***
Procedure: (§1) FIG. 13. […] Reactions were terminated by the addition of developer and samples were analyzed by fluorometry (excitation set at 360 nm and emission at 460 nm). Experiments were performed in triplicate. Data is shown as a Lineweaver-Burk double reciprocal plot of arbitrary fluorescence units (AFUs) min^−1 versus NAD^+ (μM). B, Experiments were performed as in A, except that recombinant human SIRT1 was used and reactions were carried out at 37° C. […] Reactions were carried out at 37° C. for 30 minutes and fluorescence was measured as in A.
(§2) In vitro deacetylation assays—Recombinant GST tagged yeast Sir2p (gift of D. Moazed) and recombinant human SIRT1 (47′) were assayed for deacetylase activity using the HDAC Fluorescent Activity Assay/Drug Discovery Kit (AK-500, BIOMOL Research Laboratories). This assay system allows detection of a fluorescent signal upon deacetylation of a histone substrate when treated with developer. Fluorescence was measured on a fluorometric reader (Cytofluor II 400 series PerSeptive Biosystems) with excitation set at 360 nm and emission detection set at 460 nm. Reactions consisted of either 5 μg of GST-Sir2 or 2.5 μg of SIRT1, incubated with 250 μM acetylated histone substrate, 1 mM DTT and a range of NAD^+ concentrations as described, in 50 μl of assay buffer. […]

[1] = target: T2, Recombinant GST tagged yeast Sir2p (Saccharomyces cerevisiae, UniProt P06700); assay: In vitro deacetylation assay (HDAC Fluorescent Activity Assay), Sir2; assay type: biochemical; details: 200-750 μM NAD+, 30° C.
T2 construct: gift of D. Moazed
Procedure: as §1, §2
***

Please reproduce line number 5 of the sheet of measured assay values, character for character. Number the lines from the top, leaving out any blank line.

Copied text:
Procedure: as §1, §2